Legally, homebuyers or sellers are not required to use a real estate agent. However, different states may have laws which require a real estate agent’s involvement with the closing paperwork process. Additionally, agents do take a commission; meaning, that part of the sale of the residence will be given to the agent.
While some people choose to buy or sell a home without the help of a real estate agent, there are a considerable amount of rules and requirements associated with real estate transactions that may be better handled by a licensed professional. Generally, real estate agents will be knowledgeable about the finer details of the process, which could make it easier on homebuyers or sellers.
When working with a real estate agent, you will need to sign a listing agreement. This is a contract between you and the agent which outlines the obligations and rights of the business agreement. A listing agreement will generally detail the following information:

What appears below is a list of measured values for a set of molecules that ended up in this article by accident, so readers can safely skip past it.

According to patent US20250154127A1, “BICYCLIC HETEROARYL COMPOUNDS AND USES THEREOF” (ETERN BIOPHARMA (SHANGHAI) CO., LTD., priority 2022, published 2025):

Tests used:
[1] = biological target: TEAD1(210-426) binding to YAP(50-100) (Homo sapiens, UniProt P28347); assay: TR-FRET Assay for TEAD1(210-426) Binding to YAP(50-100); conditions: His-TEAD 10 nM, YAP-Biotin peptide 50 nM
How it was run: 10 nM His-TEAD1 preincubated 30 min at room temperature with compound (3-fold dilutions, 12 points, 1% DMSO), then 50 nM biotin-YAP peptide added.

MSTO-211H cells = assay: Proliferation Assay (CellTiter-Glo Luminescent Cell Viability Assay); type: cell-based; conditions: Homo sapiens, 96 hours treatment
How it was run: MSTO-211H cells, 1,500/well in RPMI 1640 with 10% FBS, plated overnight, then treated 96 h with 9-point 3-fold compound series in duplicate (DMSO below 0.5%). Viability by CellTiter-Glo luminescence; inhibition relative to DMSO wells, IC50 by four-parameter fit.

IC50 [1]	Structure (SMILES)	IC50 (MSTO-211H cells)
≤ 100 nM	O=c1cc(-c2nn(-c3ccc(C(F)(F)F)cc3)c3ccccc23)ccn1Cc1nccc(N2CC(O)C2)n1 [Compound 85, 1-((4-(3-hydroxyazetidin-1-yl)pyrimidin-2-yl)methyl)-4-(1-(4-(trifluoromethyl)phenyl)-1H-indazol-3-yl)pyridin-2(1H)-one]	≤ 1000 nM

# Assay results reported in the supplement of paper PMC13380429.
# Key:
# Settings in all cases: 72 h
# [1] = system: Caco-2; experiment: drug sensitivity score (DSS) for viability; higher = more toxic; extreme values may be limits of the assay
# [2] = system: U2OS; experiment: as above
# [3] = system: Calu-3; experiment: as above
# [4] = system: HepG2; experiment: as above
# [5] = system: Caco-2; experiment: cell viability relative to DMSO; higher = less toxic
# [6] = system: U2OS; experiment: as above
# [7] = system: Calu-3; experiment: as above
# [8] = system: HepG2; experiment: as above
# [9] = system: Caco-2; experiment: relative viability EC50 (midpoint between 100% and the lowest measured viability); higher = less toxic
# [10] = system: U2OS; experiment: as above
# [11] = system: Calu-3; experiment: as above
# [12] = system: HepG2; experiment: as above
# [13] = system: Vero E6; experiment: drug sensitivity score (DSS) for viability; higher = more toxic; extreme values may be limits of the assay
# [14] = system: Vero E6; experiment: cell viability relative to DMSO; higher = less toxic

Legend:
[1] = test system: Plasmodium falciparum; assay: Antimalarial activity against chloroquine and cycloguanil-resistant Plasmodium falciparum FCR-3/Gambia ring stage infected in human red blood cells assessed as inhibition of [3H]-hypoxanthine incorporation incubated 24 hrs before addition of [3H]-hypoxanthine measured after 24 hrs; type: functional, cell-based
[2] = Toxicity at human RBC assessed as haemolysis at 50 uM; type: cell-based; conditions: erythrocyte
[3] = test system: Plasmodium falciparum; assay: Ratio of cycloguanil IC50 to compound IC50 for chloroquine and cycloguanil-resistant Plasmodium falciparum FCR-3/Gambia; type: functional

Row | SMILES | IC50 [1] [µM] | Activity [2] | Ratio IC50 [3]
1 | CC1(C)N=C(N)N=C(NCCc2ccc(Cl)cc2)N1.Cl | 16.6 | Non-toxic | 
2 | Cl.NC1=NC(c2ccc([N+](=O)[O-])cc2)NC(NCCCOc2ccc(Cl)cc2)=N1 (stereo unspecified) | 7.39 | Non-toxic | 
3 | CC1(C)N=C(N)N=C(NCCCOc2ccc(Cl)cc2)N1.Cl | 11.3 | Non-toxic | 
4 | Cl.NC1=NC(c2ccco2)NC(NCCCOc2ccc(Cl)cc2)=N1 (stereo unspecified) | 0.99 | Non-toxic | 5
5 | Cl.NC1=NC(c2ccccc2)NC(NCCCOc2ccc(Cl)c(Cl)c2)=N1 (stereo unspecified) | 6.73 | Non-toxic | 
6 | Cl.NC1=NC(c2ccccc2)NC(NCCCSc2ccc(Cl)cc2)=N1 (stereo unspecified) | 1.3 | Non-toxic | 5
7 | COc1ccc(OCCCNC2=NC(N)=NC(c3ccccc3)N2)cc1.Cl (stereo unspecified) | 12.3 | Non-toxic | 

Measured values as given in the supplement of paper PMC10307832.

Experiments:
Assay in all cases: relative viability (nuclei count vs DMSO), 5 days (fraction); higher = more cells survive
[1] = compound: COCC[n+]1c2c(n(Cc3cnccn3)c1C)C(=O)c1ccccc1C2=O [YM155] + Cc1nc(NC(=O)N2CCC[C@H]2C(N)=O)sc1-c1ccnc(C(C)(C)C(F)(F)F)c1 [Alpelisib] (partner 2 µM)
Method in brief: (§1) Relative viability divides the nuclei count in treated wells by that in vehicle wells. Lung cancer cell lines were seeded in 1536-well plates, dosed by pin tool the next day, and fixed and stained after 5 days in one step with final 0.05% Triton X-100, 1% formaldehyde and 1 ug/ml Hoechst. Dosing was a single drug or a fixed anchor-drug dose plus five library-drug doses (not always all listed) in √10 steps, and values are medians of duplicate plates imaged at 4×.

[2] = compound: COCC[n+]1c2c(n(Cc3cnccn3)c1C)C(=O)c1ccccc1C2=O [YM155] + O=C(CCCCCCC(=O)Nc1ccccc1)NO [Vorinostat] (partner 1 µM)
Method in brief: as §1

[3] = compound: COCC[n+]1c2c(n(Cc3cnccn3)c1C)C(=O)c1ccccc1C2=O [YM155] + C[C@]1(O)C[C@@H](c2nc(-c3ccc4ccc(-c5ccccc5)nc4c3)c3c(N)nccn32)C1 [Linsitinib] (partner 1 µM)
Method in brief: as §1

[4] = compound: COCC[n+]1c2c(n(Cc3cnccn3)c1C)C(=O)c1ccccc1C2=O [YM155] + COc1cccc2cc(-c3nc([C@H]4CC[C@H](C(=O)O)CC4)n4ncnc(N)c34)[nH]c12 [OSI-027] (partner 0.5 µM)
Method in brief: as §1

- The amount of commission the agent expects to receive as compensation;
- When the broker will receive their commission, or whether they will receive a flat fee;
- The approximate beginning and ending dates for the relationship between the agent and the buyer or seller;
- The amount of time in which the property will be listed; and
- The list price of the property.
Do I Need An Attorney For Issues Associated With A Real Estate Agent Or Broker?
If you are entering into a transactional relationship with a real estate agent and/or broker, or are experiencing issues with either of those parties, you should consult with an experienced and local real estate lawyer. An attorney will be most knowledgeable in terms of your state’s specific real estate laws, and may be able to refer you to a qualified and trustworthy broker or agent. Additionally, your real estate attorney will also be able to represent you in court, as needed.
Need a Real Estate Lawyer in your Area?
- New Hampshire
- New Jersey
- New Mexico
- New York
- North Carolina
- North Dakota
- Rhode Island
- South Carolina
- South Dakota
- West Virginia